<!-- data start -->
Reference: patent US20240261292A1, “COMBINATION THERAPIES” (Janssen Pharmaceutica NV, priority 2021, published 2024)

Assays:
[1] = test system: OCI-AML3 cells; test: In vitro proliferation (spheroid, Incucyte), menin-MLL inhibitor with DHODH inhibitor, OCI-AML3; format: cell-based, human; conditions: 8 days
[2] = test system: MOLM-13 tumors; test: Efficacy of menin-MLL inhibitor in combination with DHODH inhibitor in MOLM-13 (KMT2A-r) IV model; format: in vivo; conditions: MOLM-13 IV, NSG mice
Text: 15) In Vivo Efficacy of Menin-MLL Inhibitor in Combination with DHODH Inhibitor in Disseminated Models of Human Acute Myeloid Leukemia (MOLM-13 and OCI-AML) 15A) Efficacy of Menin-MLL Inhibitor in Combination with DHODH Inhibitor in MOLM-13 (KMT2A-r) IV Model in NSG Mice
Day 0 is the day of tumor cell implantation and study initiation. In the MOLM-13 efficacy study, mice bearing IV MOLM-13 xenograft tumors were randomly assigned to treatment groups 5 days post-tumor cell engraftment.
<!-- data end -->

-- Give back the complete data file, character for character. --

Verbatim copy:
Reference: patent US20240261292A1, “COMBINATION THERAPIES” (Janssen Pharmaceutica NV, priority 2021, published 2024)

Assays:
[1] = test system: OCI-AML3 cells; test: In vitro proliferation (spheroid, Incucyte), menin-MLL inhibitor with DHODH inhibitor, OCI-AML3; format: cell-based, human; conditions: 8 days
[2] = test system: MOLM-13 tumors; test: Efficacy of menin-MLL inhibitor in combination with DHODH inhibitor in MOLM-13 (KMT2A-r) IV model; format: in vivo; conditions: MOLM-13 IV, NSG mice
Text: 15) In Vivo Efficacy of Menin-MLL Inhibitor in Combination with DHODH Inhibitor in Disseminated Models of Human Acute Myeloid Leukemia (MOLM-13 and OCI-AML) 15A) Efficacy of Menin-MLL Inhibitor in Combination with DHODH Inhibitor in MOLM-13 (KMT2A-r) IV Model in NSG Mice
Day 0 is the day of tumor cell implantation and study initiation. In the MOLM-13 efficacy study, mice bearing IV MOLM-13 xenograft tumors were randomly assigned to treatment groups 5 days post-tumor cell engraftment.